> Date:         Tue, 24 Oct 2000 07:32:08 +0200
> From:         Irina Rempt <[log in to unmask]>

> They're in a class of their own; there are no dental stops in
> English, even if that's what they told us /t d/ were called. Why
> can't they teach the word "alveolar" to twelve-year-olds?

That would mean that the teacher would have to remember the word too.

> Dutch doesn't have /T D/, but it doesn't have the affricates /tS dZ/
> either, except in loan-words (or /S/ /Z/, for that matter, but those
> loan-words happen to be more frequent, mostly from French), so it's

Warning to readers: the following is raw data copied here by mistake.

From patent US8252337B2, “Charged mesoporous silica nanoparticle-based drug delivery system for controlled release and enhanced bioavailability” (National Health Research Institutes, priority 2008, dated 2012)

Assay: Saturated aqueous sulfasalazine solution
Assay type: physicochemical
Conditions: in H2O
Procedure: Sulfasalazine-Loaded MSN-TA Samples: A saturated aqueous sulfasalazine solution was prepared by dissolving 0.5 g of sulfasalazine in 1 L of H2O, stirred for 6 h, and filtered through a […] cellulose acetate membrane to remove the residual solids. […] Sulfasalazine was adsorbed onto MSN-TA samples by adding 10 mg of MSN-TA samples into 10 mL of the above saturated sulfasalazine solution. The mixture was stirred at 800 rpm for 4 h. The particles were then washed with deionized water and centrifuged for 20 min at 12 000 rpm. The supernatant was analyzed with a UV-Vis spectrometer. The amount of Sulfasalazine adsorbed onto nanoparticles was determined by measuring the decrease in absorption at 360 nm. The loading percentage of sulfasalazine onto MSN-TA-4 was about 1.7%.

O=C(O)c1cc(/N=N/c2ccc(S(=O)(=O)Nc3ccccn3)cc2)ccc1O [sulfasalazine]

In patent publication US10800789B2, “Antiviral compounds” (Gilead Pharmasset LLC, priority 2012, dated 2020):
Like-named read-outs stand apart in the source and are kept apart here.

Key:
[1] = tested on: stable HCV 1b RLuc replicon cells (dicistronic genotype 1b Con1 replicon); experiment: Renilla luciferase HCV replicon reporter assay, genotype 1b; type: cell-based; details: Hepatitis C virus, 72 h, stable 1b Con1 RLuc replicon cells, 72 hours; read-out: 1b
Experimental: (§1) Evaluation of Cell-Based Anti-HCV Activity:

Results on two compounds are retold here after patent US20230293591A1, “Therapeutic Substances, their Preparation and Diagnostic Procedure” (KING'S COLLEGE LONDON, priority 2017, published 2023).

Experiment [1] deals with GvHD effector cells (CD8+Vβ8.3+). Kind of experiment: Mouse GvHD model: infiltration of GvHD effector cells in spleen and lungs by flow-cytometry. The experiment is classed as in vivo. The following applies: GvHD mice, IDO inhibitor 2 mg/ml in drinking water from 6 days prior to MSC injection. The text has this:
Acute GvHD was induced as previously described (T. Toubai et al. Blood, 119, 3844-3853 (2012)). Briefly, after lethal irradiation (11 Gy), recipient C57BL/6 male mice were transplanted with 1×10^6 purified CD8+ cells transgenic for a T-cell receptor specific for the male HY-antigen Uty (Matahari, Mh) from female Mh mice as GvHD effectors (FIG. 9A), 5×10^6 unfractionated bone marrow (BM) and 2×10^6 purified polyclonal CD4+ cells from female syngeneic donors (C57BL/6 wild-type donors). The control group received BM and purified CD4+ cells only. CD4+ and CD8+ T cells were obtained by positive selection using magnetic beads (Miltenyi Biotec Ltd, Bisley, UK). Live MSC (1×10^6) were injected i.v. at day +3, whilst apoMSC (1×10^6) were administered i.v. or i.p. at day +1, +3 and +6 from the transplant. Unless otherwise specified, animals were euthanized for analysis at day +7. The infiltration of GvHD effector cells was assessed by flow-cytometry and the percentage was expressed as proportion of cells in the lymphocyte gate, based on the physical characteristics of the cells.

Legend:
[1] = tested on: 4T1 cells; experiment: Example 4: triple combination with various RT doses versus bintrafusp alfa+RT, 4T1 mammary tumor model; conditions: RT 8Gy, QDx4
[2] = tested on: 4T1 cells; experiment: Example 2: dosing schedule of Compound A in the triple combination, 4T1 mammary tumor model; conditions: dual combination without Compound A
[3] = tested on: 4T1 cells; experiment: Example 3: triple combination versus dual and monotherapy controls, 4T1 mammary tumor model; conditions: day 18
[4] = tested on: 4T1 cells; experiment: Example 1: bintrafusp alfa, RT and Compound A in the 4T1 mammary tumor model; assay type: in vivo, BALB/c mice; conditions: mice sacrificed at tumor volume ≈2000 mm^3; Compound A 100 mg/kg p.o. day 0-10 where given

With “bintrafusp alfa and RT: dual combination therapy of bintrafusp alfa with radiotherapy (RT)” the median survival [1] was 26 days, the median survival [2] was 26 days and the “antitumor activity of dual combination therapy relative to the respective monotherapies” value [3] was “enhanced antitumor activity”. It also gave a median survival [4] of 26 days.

> the same problem only with different orphans.

It seems that the auditory difference between dental, alveolar,
palatoalveolar, and retroflex fricatives is much greater than between
the corresponding stops.

So it's no wonder to me that many languages distinguish more of the
former than of the latter.

Lars Mathiesen (U of Copenhagen CS Dep) <[log in to unmask]> (Humour NOT marked)